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Dogs in Cars: Why Your Dog Should Never Ride with its Head out the Window

October 05, 2020

This common practice is actually an incredibly dangerous behaviour to allow while travelling

There are so many things I love about dogs and “dog people”. Too many to list. On the other hand, I also have some pet peeves when it comes to the behaviours of dog owners. Allowing nails to overgrow, incorrect use of a retractable leash, and not picking up after their dogs, are just a few. Today I was reminded of one that is so common you probably see it every single day in nice weather: allowing a dog to ride with its head out of a car window.

I was stopped at an intersection and in the car next to me was a gorgeous red Chow Chow who had his head hanging out of the window. Chow Chows get a ton of attention whenever they go out in public, but to see one with his head out of the window, grinning and sniffing was a whole lot of cuteness for all the drivers nearby to take in. Some passengers even snapped photos of the handsome dog. And while seeing a beautiful dog always makes me smile, I wondered how few of the people who saw the dog on his ride understand how insanely dangerous allowing your dog to ride with his head out of the car window really is.

It’s no secret that dogs love to do it and there are many reasons why dogs love to stick their head out of a vehicle’s window. Apart from the breeze and how nice the wind feels on their face, it offers a buffet of all the smells that they love. Dogs smell about as much as we see and speeding through areas brings a kaleidoscope of scents through their nose telling them all sorts of stories. I would compare it to getting a month of gossip in a single car ride. Talk about spilling the tea!
Although your dog may thoroughly enjoy sticking his head out of the car window, allowing him to do so could be endangering his life.

  • Your dog could see something he wants to get to and jump out of the car window.
    • Dogs can squeeze through some tight spaces when they want to get somewhere and an opening in a car window is no different!
  • If you have to slam on the breaks your dog could experience whiplash, or worse.
  • They could easily step on the automatic window controls and either lower the window so that they can easily jump out or raise it and choke themselves.
  • A foreign object like a rock, dirt or other debris could hit them.
    • This could be especially painful if the object hits them in the eye or gets into their ear or nose. If you’ve ever gotten a chip in your windshield you will know how much wreckage a small item can do while travelling at a fast speed. Even a bug could cause serious damage.
  • The wind that causes your dog’s ears to flap can cause swelling, irritation and pain long after the ride is done.
  • If you are involved in an accidents, your dog could be seriously injured by another car sideswiping or running into you.

In case it isn’t obvious it is also a bad idea to allow your dog to ride in the bed of a pickup truck. All of the dangers mentioned above increase and since the bed of a pickup doesn’t offer any protection from debris it might even be worse. On top of that, a dog can easily jump out of pickup truck’s bed and that pickup's metal bed can reach dangerous temperatures on a hot day, which can definitely burn a dog’s paws. In many areas its also illegal.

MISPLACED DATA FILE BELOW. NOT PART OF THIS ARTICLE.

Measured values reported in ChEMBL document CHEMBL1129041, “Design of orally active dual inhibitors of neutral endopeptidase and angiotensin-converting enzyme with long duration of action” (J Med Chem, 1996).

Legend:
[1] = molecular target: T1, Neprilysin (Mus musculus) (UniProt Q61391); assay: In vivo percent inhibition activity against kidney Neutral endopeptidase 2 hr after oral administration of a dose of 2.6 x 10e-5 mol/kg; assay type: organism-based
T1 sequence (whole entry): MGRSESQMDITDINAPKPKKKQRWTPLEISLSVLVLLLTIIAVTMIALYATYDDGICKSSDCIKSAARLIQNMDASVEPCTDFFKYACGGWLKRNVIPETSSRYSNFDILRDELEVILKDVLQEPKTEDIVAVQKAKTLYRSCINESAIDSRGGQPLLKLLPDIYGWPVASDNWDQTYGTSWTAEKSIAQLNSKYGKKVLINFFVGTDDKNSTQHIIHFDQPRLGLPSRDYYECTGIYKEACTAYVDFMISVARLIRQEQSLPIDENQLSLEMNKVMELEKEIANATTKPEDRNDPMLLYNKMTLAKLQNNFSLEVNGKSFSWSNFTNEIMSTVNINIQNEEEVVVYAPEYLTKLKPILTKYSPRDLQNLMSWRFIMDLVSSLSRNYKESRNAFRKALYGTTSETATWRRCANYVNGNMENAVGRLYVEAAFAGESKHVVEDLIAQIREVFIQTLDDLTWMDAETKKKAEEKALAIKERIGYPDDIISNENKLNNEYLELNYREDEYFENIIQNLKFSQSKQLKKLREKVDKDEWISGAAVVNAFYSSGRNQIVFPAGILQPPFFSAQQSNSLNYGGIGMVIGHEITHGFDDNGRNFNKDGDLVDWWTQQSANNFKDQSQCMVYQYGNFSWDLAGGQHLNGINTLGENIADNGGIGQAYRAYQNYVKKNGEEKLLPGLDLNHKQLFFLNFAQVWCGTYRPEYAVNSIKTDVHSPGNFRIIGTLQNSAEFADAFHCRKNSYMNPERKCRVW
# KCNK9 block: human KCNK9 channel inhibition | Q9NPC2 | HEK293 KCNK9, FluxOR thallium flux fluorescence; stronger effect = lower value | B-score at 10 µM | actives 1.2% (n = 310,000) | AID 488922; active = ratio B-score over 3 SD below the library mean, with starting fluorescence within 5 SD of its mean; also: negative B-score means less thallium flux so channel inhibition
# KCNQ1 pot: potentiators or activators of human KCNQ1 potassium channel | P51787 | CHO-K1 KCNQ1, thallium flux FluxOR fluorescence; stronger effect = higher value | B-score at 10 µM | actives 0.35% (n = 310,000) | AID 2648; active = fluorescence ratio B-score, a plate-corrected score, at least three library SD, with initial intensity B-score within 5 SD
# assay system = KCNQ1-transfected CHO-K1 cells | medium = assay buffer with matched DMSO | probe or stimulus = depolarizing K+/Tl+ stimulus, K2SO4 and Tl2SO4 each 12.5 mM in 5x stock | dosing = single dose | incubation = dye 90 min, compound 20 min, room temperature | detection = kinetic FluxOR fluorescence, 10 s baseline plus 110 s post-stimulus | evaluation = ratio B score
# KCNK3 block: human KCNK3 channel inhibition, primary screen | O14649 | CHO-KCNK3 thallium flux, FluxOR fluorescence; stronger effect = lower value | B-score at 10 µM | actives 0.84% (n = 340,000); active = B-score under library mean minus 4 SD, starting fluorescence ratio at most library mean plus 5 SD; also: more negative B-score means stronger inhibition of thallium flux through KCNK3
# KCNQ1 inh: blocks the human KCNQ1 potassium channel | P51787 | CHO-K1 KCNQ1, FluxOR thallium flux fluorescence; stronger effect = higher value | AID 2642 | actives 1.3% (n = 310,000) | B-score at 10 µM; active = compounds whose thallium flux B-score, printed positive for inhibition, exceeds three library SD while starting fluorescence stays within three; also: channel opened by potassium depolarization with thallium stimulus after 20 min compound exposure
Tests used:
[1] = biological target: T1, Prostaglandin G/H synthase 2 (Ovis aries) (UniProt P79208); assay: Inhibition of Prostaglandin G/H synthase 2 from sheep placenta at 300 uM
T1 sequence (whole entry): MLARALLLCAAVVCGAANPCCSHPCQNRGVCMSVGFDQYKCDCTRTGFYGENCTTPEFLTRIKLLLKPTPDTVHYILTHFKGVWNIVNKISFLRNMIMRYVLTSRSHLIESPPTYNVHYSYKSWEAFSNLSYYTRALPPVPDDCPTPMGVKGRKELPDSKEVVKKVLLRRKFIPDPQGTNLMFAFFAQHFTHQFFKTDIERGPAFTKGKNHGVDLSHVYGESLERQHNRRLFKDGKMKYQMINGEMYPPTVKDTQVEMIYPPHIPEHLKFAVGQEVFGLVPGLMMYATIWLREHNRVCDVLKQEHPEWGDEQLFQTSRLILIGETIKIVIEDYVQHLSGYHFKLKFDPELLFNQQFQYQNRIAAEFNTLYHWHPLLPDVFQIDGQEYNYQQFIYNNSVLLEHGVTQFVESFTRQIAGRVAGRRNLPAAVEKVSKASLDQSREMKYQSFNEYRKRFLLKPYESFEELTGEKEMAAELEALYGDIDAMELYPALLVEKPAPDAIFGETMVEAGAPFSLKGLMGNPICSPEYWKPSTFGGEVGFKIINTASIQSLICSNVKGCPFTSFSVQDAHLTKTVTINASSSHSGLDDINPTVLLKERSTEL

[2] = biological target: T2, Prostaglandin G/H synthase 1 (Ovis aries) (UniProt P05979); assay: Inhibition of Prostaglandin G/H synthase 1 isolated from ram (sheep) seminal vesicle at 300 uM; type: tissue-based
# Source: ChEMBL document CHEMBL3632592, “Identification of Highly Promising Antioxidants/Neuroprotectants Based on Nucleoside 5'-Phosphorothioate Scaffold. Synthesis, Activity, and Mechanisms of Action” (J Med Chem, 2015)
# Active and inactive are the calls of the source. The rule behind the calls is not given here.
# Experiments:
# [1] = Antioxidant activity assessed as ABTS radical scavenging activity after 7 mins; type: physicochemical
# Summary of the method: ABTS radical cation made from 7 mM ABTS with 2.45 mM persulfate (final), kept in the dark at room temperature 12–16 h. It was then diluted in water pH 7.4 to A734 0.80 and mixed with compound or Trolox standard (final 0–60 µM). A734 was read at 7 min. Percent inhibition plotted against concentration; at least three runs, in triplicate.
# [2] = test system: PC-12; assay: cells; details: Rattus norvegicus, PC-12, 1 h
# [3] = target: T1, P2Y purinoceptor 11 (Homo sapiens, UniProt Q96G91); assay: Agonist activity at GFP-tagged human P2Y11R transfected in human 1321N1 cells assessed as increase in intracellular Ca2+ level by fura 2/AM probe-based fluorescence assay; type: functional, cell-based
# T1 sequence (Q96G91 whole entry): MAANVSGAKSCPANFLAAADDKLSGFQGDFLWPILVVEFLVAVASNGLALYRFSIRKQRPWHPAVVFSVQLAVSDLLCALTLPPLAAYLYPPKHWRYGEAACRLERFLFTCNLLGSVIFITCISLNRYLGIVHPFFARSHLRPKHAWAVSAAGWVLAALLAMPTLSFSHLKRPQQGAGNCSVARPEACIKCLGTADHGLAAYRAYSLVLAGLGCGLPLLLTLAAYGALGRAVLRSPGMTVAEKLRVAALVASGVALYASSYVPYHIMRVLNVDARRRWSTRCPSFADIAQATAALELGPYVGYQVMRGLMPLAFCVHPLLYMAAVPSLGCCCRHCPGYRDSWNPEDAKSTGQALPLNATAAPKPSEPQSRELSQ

Although there are many reasons why you should not allow your dog to stick his head out of the car window, the good news is that there is a very safe way to allow your dog to enjoy all the smells and the breeze. The safest way to travel with your dog in the car is to keep them in a crate. I can’t imagine any dog person arguing that point. Countless times I have seen my friends’ statuses on social media recounting a scary accident and being grateful their dog was in a crate, and as a result, was unharmed. If your do is travelling in a crate you can allow your dog to enjoy all the car ride smells by rolling down the windows. The smells aka “the doggy gossip” and the breeze will all be experienced, but without any risk. Of course, if it’s very hot out and/or you have a breed of dog that susceptible to overheating I would keep the air conditioning on and just crack the back windows a little bit.

Since getting a car usually equals adventure for a dog, it’s no wonder they get so excited when you call their name and jingle your keys. Make sure that you keep your dog safe at all times when in your vehicle so that you will be able to enjoy many more adventures together.

The opinions expressed by authors on the Canadian Kennel Club Blog and those providing comments are theirs alone, and do not reflect the opinions of the Canadian Kennel Club or any of its employees.

Les opinions et les commentaires exprimés dans le blogue du Club Canin Canadien sont ceux des auteurs et ils ne reflètent pas les opinions du Club Canin Canadien ni de ses employés.

Author InformationInformation sur l’auteur

Ian Lynch

Ian Lynch

Ian Lynch is a comedian, on-air personality and Canadian Kennel Club member.

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Comments
Mary
I totally agree. I've been told by vet techs that many dogs who are allowed to do this end up with gravel in their mouths akin to shrapnel in their buccal cavity. It is an increasingly popular practice, possibly promulgated by y-tube videos of the flubbering lips of dogs allowed to do this for amusing videos. It is a really bad idea and is worse than most other transgressions "pet" owners do that are shunned by the average "other" pet owner.
10/26/2020 6:59:13 PM

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